Next week, Jerry Brown will take the helm of the maligned entity known as the Golden State. Much of the state’s glimmer has been lost since the last time he led. But with the new year comes a new chapter in Brown’s career, and he has the opportunity to prove that his leadership can upend the status quo in Sacramento.
This morning, the Sacramento Bee reported that Governor-Elect Brown will hold a special election in June to ask voters to extend the temporary tax hikes enacted during the Schwarzenegger administration. This aligns perfectly with his campaign promise that he would not increase taxes without a vote, though it may be tougher than he originally planned. Because voters passed Proposition 26 in November 2010, it will now take a two-thirds vote of the Legislature to put the measures on the ballot.
If Brown can achieve that kind of bipartisan support within the Legislature in his first few months in office, he would have already done as much heavy lifting as the Austrian Oak.
For more news and views on the incoming governor and his plans once he takes office, please browse the links below. And if you haven’t already, please let Gov.-Elect Brown know what he can do for you on our Dear Gov page.
KQED – A Special Election: More Than Just the Budget (12/30) “A June statewide special election would push forward two measures currently scheduled for the February 2012 presidential primary election: a hike in the cigarette tax to pay for cancer research and a proposal to modify legislative term limits. A third measure on that 2012 ballot, to modify and enlarge the state’s “rainy day” reserve fund, is currently set in stone for that election — as it was placed there by the Legislature and Governor Arnold Schwarzenegger as part of the October budget deal. Of course, Brown and the new legislators could always move it up to 2011 in an effort to boost the narrative that they’d ostensibly be attempting to create with a 2011 special election: help us fix the budget system.”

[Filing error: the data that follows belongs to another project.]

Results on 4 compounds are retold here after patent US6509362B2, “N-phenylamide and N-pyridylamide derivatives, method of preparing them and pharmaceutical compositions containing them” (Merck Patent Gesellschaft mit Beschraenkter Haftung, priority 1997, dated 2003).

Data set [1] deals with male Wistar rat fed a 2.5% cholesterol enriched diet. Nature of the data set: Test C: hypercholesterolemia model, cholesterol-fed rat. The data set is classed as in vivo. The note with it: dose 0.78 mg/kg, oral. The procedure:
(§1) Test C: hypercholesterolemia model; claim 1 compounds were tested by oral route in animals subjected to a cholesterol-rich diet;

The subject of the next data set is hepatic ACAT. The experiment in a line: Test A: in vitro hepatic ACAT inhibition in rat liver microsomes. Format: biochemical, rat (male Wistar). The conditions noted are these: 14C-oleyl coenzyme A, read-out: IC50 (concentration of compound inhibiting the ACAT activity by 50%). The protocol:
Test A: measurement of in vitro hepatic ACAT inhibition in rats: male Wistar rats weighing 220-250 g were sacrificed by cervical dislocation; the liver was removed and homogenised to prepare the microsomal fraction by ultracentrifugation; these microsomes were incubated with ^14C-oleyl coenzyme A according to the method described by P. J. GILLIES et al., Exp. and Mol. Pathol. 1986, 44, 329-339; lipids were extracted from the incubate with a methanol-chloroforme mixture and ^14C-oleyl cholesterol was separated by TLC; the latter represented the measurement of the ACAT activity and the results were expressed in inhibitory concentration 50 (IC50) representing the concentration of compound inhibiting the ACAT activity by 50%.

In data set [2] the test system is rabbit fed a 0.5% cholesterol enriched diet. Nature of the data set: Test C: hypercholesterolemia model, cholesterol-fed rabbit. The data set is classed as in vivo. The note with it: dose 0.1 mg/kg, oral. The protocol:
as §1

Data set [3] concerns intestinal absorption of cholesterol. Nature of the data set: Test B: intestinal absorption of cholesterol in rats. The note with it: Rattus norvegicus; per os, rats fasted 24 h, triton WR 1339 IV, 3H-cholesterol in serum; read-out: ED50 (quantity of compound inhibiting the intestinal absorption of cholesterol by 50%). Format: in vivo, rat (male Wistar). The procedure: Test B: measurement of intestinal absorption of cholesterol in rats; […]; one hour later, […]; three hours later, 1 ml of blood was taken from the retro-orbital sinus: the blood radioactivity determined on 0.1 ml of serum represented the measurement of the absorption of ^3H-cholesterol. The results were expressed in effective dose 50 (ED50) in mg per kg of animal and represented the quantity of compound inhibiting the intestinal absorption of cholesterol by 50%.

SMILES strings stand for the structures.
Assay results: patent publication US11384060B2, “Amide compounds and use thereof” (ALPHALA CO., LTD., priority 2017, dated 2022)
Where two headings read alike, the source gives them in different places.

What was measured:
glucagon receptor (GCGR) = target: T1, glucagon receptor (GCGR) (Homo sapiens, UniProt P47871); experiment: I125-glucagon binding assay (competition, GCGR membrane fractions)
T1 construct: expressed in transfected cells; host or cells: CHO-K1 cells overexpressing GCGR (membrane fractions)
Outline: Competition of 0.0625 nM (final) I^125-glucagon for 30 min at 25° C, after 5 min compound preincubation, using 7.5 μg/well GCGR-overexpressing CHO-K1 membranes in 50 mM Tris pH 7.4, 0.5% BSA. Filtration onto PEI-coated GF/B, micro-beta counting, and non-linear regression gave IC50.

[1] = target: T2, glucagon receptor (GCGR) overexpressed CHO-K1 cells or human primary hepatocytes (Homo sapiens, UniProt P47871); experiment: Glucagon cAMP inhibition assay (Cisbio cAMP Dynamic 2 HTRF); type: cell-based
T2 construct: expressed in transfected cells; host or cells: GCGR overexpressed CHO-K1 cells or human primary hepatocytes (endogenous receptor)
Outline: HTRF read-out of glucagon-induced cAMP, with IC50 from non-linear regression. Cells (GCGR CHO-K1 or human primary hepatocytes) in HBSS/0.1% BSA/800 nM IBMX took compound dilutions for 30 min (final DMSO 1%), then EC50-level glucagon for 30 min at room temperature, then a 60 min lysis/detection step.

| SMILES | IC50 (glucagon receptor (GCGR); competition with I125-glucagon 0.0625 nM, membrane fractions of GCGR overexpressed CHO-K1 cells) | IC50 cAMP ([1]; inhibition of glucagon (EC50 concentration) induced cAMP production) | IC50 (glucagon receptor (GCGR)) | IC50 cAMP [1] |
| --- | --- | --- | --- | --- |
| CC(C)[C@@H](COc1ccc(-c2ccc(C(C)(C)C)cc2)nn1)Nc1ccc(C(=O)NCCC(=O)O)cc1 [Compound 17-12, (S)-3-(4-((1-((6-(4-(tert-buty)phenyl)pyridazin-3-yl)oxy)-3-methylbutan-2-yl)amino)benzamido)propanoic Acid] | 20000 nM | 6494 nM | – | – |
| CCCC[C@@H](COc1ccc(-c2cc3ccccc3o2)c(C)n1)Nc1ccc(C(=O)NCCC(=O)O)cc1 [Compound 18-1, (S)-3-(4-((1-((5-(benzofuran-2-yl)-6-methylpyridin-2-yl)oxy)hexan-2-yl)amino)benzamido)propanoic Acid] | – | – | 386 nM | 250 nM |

Sacramento Bee – Brown plans to take tax hike to voters in June (12/30) “Gov.-elect Jerry Brown will propose a ballot measure to extend temporary tax hikes set to expire next year, while pressuring fellow Democrats to consent to billions of dollars in spending cuts in virtually every area of state government, sources said. The tax package, planned for the June ballot, would extend higher vehicle, sales and income tax rates. It likely won’t include additional new taxes, such as an oil severance tax.”
Associated Press – CA gov-elect silent on reports of tax extensions (12/30) “Gov.-elect Jerry Brown is keeping quiet about his plans to tackle a $28 billion budget deficit, despite reports that he plans to couple deep spending cuts with a special election next year to extend temporary tax increases. Brown adviser Steve Glazer said Thursday that the incoming governor’s scheduled budget release is the appropriate time for him to lay out his plan in full. The governor has to propose a budget for the 2011-12 fiscal year by Jan. 10.”
Prop Zero – Brown Wants to Extend Arnold Tax Hikes (12/30) “…the extension of such taxes is a heavy political lift. It’ll take a two-thirds vote of the legislature just to put measures on the ballot asking voters to extend the tax increases. Republican lawmakers have indicated they’ll block the measures. And even if the taxes somehow get on the ballot, it’s far from clear that voters will go along.”
Sacramento News & Review – Jerry Brown’s karma (12/30) “In early December, I asked Brown spokesman Steve Glazer when we might hear more about his vague campaign promise to “not raise taxes without a vote of the people.” Glazer said only that Brown’s current plan is to educate the stakeholders on the true magnitude of the budget crisis, and to propose cuts in services in early January. Don’t get ahead of the story, he cautioned.”
Los Angeles Times – Jerry Brown plays hardball on state budget (12/29) “Gov.-elect Jerry Brown is laying the groundwork for a budget plan that would couple deep cuts to state services, including university systems and welfare programs, with a request that voters extend temporary tax hikes on vehicles, income and sales that are set to expire next year. The blueprint Brown will unveil when he takes office early next month also is expected to take aim at several tax breaks and subsidiesthat have been fiercely guarded by the business lobby in Sacramento, according to people involved in budget discussions with the incoming administration.”
Armando Botello II is the communications associate at California Forward.